M = DxO Standard = Distortion / lens correction by optic module ON
VC1 = copy of M + VolumeDeformation diagonal
VC2 = copy of M + VolumeDeformation horizontal/vertical

VC3 = copy of M, but Distortion / lens correction by optic module OFF
VC4 = copy of VC3 + VolumeDeformation diagonal
VC5 = copy of VC3 + VolumeDeformation horizontal/vertical

all of them look different

comparing M vs VC3 / VC1 vs VC4 / VC2 vs VC5 show the lens correction
→ the lens correction is put on top
.
After having copied VC3 to 4 and 5, when I then activated the VolumeDeformation
the Distortion / lens correction was switched on ‘automatically’ and I had to take it OFF for them.

Q1 – I don’t think so. The lens correction (Distortion ON) seems to be separate.
Q2 – At least, it doesn’t mimic the correction for my lens.

I’ve used the diagonal VD with wideangle lenses.
The horizontal/vertical VD looks like the manual version of the auto one in Perspective.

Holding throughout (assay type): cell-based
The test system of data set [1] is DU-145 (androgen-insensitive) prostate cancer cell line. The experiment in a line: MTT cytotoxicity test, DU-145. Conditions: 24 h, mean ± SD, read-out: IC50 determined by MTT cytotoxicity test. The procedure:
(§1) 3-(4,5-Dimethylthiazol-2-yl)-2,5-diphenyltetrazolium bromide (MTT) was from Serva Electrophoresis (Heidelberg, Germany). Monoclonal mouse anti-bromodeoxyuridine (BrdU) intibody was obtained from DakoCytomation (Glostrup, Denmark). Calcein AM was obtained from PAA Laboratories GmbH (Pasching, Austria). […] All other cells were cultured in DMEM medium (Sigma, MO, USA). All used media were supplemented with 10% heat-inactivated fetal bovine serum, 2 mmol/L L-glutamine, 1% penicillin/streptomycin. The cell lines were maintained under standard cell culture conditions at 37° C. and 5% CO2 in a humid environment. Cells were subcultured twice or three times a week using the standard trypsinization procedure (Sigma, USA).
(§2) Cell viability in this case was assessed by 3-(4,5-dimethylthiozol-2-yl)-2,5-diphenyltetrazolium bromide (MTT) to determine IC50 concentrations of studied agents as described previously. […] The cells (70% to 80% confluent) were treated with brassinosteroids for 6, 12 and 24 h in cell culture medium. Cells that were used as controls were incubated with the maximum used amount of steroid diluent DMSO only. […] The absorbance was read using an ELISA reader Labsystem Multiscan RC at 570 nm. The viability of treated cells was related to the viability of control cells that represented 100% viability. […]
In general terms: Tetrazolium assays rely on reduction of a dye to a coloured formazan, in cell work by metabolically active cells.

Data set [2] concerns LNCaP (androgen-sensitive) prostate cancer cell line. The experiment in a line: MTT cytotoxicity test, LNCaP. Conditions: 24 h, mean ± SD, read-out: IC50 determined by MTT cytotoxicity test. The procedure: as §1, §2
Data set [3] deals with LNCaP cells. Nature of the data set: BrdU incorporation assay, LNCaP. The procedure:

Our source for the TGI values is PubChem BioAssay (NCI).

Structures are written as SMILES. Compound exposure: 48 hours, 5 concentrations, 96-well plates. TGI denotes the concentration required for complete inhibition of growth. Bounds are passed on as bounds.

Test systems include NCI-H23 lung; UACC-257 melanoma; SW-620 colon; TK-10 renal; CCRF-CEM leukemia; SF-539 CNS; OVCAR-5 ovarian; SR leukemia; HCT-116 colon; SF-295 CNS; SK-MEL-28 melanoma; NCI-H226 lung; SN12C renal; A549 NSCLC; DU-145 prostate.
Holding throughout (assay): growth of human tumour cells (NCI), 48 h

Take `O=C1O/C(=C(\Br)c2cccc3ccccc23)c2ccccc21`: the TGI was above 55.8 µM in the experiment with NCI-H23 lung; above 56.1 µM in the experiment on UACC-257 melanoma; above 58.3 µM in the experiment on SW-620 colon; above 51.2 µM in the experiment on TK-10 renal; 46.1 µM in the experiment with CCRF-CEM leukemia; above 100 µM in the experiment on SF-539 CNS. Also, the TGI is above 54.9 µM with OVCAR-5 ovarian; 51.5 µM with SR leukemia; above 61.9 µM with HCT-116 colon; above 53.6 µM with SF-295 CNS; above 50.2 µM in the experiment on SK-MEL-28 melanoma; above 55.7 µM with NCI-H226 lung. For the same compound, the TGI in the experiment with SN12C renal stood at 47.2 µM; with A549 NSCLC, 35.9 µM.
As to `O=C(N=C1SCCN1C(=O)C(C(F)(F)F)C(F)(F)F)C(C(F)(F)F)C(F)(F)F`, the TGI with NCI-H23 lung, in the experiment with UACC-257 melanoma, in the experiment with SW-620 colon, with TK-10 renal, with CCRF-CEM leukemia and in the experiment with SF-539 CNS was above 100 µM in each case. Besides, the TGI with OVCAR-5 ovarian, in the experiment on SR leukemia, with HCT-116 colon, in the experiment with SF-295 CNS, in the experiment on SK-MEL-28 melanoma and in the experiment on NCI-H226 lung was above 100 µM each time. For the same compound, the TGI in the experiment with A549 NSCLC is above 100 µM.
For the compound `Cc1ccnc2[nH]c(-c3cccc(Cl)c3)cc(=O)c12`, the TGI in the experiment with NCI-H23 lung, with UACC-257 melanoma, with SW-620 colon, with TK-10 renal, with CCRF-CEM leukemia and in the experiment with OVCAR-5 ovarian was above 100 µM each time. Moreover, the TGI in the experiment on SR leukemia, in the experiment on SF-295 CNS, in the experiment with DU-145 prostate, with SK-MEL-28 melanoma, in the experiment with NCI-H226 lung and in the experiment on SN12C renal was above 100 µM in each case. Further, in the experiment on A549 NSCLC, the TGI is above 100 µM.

note – I used some Perspective correction to have the pic properly centered.

I never thought that Volume correction replaced distortion correction. Volume deformation creeps in, when threedimensional objects are imaged on a twodimensional image plane. That deformation depends on the angle with which the light rays hit the image plane. The more pointed those angles are, the more deformation we get. Those angles also depend on the effective focal length of the lens and therefore, the deformation correction could be made dependent on module data or lens data.

If we now shot balls on a checkered background, we could make the balls look round again with volume deformation correction, but the checkers would get distorted instead. I might test this eventually.

Q1: Volume correction is independent of the lens correction module, and it only needs one piece of data: the focal length of the lens.
Q2: If I understand the question correctly, no, there are two different types of correction. The lens correction to eliminate the optical defects of this one, and the volume distortion correction to present an image more in line with what we are used to seeing. This only applies to photos taken at short focal lengths.